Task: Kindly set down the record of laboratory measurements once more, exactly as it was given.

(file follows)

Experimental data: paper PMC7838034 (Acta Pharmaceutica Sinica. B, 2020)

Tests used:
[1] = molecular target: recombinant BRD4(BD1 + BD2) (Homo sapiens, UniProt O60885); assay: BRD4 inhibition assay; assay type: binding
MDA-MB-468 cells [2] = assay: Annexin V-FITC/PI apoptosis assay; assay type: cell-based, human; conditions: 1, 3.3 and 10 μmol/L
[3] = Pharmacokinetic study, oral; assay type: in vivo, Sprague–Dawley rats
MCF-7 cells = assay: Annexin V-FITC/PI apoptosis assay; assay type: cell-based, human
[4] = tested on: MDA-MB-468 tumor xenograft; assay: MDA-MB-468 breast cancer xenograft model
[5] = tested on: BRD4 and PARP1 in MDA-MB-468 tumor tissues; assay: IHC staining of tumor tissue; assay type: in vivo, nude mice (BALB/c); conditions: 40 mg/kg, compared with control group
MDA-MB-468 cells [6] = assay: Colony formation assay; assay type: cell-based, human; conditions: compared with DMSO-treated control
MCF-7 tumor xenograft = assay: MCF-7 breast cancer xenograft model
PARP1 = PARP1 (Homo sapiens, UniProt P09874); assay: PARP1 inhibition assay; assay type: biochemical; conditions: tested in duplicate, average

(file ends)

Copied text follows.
Experimental data: paper PMC7838034 (Acta Pharmaceutica Sinica. B, 2020)

Tests used:
[1] = molecular target: recombinant BRD4(BD1 + BD2) (Homo sapiens, UniProt O60885); assay: BRD4 inhibition assay; assay type: binding
MDA-MB-468 cells [2] = assay: Annexin V-FITC/PI apoptosis assay; assay type: cell-based, human; conditions: 1, 3.3 and 10 μmol/L
[3] = Pharmacokinetic study, oral; assay type: in vivo, Sprague–Dawley rats
MCF-7 cells = assay: Annexin V-FITC/PI apoptosis assay; assay type: cell-based, human
[4] = tested on: MDA-MB-468 tumor xenograft; assay: MDA-MB-468 breast cancer xenograft model
[5] = tested on: BRD4 and PARP1 in MDA-MB-468 tumor tissues; assay: IHC staining of tumor tissue; assay type: in vivo, nude mice (BALB/c); conditions: 40 mg/kg, compared with control group
MDA-MB-468 cells [6] = assay: Colony formation assay; assay type: cell-based, human; conditions: compared with DMSO-treated control
MCF-7 tumor xenograft = assay: MCF-7 breast cancer xenograft model
PARP1 = PARP1 (Homo sapiens, UniProt P09874); assay: PARP1 inhibition assay; assay type: biochemical; conditions: tested in duplicate, average